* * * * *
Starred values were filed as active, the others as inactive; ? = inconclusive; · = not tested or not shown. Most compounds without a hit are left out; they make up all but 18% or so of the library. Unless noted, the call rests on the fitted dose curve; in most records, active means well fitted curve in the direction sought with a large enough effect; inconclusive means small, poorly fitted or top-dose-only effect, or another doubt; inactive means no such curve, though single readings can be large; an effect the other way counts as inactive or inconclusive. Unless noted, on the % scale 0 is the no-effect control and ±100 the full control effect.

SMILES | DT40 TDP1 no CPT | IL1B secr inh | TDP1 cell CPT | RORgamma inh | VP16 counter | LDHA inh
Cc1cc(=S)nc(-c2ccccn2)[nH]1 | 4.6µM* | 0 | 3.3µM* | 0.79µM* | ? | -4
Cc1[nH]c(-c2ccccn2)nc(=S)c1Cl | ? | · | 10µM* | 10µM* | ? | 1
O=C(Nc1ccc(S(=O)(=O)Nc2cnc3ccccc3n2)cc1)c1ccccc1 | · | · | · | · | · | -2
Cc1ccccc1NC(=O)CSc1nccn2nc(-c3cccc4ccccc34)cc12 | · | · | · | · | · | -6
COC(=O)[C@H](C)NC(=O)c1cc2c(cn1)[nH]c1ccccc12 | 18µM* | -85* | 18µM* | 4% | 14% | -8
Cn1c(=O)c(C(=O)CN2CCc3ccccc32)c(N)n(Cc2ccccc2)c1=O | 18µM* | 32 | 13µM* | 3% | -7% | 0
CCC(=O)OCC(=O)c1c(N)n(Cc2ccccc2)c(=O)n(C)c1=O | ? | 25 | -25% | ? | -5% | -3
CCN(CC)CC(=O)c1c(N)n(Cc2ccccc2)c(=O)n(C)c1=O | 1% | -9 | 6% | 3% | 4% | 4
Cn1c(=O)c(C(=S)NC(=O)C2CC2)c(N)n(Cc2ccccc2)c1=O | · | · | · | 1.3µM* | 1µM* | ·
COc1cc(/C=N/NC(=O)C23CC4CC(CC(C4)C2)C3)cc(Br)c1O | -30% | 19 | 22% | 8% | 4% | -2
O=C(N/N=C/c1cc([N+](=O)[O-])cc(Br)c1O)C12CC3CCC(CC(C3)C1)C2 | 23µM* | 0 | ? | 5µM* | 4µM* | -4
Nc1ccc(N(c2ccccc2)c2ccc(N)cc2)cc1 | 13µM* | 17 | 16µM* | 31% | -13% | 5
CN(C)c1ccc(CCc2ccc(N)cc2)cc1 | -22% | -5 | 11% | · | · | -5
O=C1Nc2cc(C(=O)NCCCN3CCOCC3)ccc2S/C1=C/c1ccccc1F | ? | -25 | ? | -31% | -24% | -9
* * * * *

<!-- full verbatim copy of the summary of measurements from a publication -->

Starred values were filed as active, the others as inactive; ? = inconclusive; · = not tested or not shown. Most compounds without a hit are left out; they make up all but 18% or so of the library. Unless noted, the call rests on the fitted dose curve; in most records, active means well fitted curve in the direction sought with a large enough effect; inconclusive means small, poorly fitted or top-dose-only effect, or another doubt; inactive means no such curve, though single readings can be large; an effect the other way counts as inactive or inconclusive. Unless noted, on the % scale 0 is the no-effect control and ±100 the full control effect.

SMILES | DT40 TDP1 no CPT | IL1B secr inh | TDP1 cell CPT | RORgamma inh | VP16 counter | LDHA inh
Cc1cc(=S)nc(-c2ccccn2)[nH]1 | 4.6µM* | 0 | 3.3µM* | 0.79µM* | ? | -4
Cc1[nH]c(-c2ccccn2)nc(=S)c1Cl | ? | · | 10µM* | 10µM* | ? | 1
O=C(Nc1ccc(S(=O)(=O)Nc2cnc3ccccc3n2)cc1)c1ccccc1 | · | · | · | · | · | -2
Cc1ccccc1NC(=O)CSc1nccn2nc(-c3cccc4ccccc34)cc12 | · | · | · | · | · | -6
COC(=O)[C@H](C)NC(=O)c1cc2c(cn1)[nH]c1ccccc12 | 18µM* | -85* | 18µM* | 4% | 14% | -8
Cn1c(=O)c(C(=O)CN2CCc3ccccc32)c(N)n(Cc2ccccc2)c1=O | 18µM* | 32 | 13µM* | 3% | -7% | 0
CCC(=O)OCC(=O)c1c(N)n(Cc2ccccc2)c(=O)n(C)c1=O | ? | 25 | -25% | ? | -5% | -3
CCN(CC)CC(=O)c1c(N)n(Cc2ccccc2)c(=O)n(C)c1=O | 1% | -9 | 6% | 3% | 4% | 4
Cn1c(=O)c(C(=S)NC(=O)C2CC2)c(N)n(Cc2ccccc2)c1=O | · | · | · | 1.3µM* | 1µM* | ·
COc1cc(/C=N/NC(=O)C23CC4CC(CC(C4)C2)C3)cc(Br)c1O | -30% | 19 | 22% | 8% | 4% | -2
O=C(N/N=C/c1cc([N+](=O)[O-])cc(Br)c1O)C12CC3CCC(CC(C3)C1)C2 | 23µM* | 0 | ? | 5µM* | 4µM* | -4
Nc1ccc(N(c2ccccc2)c2ccc(N)cc2)cc1 | 13µM* | 17 | 16µM* | 31% | -13% | 5
CN(C)c1ccc(CCc2ccc(N)cc2)cc1 | -22% | -5 | 11% | · | · | -5
O=C1Nc2cc(C(=O)NCCCN3CCOCC3)ccc2S/C1=C/c1ccccc1F | ? | -25 | ? | -31% | -24% | -9